In this new interview with Vulture, Harvey talks about Guillermo’s growing confidence, his sexuality, and his relationship with Nandor.
On representation and Guillermo’s sexuality:
It’s important to feel that you’re represented and feel that you’re cheering for a character that isn’t the victim, that their queer story line doesn’t define how tragic the outcome of their life is. Because we’ve seen that for so long in media, in the way that queer people are portrayed, and it’s very black-and-white. You’re either fabulous and the best friend and over-the-top, or you’re like, “Oh, he came out and then, tragically, they kill him.” It’s been so black-and-white for so long. That’s not the world we live in, and that’s definitely not the lifestyle and life that are led by our queer brothers and sisters.
On costumes and Guillermo’s growing confidence:
[...] confidence never hurt anybody. For so long, Guillermo didn’t feel confident in his own skin. The backstory that I give to him for my own purposes is that he was probably bullied in school, he was picked on, he was plus-size, he was Latinx, he was all these things that were usually strikes against you as told by society, and he literally was trying to change that. And then sometimes you have to realize that the strikes that you’re being told are against you are actually your strength, and your strength is what’s shining through. I think he’s coming into his own knowing, “These are my strengths and they’re badass.”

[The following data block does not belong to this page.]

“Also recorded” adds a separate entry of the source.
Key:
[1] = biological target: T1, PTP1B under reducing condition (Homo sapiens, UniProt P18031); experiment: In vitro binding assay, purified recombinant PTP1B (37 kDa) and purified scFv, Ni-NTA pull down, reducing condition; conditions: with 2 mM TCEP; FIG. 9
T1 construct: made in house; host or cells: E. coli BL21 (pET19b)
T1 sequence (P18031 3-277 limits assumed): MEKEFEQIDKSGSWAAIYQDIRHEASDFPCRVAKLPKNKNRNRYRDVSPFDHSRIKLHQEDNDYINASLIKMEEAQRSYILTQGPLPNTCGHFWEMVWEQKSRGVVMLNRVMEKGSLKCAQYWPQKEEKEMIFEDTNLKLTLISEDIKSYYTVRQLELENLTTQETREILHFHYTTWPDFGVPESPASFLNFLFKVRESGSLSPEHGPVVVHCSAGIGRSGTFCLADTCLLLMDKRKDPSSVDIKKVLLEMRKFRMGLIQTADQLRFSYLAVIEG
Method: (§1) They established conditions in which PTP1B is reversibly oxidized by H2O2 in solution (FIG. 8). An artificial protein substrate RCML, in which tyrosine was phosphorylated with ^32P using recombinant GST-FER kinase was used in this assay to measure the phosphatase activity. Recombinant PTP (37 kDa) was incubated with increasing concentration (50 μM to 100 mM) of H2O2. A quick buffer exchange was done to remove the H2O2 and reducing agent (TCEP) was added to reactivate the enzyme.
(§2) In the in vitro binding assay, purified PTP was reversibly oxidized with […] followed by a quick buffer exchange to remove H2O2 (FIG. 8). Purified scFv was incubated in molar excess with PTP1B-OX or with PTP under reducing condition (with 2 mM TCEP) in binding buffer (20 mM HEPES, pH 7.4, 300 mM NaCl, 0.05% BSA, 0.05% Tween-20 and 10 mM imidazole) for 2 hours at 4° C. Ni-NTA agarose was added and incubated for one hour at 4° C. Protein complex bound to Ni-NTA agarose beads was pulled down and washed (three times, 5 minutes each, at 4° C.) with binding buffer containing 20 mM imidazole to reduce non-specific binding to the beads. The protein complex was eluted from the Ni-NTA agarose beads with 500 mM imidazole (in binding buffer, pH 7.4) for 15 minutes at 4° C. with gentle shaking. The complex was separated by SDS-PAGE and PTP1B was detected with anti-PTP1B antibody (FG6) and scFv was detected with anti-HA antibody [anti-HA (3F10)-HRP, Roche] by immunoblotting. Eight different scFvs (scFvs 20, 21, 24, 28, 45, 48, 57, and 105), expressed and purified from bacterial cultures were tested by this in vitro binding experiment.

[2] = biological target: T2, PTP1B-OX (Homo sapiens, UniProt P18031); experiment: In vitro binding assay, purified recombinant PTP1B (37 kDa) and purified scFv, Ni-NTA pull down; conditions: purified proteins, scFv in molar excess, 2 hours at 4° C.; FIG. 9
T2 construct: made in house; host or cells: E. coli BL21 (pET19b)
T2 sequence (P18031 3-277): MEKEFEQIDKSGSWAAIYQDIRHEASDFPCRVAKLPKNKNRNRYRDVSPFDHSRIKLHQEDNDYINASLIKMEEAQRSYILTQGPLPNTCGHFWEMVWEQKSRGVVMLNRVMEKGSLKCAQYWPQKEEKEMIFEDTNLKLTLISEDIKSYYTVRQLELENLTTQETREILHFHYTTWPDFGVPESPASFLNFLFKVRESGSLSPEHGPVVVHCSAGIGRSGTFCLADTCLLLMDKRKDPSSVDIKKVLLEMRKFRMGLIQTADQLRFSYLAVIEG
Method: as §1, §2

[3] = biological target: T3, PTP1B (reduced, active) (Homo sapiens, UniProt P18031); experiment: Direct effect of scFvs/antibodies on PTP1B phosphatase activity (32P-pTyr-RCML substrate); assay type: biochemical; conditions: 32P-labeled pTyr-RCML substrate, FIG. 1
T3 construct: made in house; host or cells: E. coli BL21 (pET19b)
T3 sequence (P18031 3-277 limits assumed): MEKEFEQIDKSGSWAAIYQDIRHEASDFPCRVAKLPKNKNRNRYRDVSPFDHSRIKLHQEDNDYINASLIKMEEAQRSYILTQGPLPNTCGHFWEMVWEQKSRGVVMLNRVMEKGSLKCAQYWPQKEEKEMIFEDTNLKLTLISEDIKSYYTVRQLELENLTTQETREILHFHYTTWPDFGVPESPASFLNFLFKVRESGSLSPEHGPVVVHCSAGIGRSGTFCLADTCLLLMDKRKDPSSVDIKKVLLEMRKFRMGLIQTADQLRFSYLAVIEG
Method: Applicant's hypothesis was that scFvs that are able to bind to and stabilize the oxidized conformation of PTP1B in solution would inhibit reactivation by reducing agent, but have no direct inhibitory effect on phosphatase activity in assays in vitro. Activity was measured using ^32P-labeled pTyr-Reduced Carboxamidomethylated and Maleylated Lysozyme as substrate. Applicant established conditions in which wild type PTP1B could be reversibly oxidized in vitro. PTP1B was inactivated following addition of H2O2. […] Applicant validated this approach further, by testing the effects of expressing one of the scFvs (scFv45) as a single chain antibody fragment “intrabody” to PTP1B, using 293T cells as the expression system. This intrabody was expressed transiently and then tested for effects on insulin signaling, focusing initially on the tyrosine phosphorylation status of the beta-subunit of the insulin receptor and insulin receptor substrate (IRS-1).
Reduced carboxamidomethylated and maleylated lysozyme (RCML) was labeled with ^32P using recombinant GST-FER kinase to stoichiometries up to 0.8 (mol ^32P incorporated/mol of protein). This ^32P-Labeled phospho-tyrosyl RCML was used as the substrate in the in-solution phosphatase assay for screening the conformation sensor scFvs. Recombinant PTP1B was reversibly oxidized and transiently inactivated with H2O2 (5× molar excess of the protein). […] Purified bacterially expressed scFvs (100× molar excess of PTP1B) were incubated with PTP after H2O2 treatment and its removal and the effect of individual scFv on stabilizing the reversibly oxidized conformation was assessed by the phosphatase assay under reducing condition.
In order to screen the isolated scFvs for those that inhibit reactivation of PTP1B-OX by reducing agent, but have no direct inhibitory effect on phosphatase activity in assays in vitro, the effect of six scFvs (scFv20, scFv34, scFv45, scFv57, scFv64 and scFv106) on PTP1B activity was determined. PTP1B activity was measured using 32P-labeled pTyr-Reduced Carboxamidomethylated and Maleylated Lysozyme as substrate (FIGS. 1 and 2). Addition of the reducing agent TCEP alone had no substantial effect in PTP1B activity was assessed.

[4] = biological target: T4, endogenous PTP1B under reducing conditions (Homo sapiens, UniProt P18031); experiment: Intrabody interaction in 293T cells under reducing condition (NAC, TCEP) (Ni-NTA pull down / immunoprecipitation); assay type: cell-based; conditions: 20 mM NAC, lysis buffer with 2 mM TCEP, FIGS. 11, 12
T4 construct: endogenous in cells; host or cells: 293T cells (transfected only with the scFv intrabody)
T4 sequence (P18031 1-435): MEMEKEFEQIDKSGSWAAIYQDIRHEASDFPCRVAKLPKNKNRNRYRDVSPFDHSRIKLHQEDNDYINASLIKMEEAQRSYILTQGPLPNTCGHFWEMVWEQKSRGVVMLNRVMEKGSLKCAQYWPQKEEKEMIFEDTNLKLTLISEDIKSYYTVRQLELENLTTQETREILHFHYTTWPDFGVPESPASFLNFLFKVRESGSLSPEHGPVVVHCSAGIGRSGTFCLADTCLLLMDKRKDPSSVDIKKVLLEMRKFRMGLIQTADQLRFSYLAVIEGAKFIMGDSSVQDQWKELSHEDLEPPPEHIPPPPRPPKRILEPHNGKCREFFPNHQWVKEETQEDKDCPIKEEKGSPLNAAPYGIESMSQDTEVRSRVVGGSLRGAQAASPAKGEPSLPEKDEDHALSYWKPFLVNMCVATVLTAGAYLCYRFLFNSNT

On Guillermo and Nandor:
I think everyone’s cheering for something to happen, whether that’s romantic or [having] some truth be told — what is their dynamic? And what is the bond that they have? I’m very blessed to have a counterpart like Kayvan, where we’re both so comfortable in the characters and Kayvan’s such a giving actor. We’re making a comedy, but at the end of the day, their story line is what grounds the humanity, because it’s a split 50-50 between someone who’s immortal and no longer is worried about time, and someone for whom the clock is ticking, and needs to either make a choice to be immortal himself, or to make a choice and live a life that doesn’t include this world.
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Transcript of a short segment of After The Shadows Ep. 5 - Doug Jones
Harvey Guillén: Doug, it’s no secret that you’re such an iconic staple in this genre, you’ve made tons of people feel comfortable in their own skin, by sitting through hours of applying many different ones [laughs]. How does it feel having this type of impact on people?
Doug Jones: It is really lovely, actually, you know, so many of us, in our youth especially, feel like the outcast, like we’re the oddball, we’re the monster in the room, when everybody else is “normal,” [air quotes, laughs] whatever that means. And when you play roles that are monstrous or creature-like that have storylines, that have empathy, that have connection to other characters, and might even be kind of victorious in their storyline; it does empower these people sitting at home, going “gosh, what if, maybe the monster part of me is the beautiful part of me, maybe these are god-given talents and looks that I was given for a specific purpose.” That’s the message I really want to get through, that seems to be getting through to people, that I’m really really thankful for.
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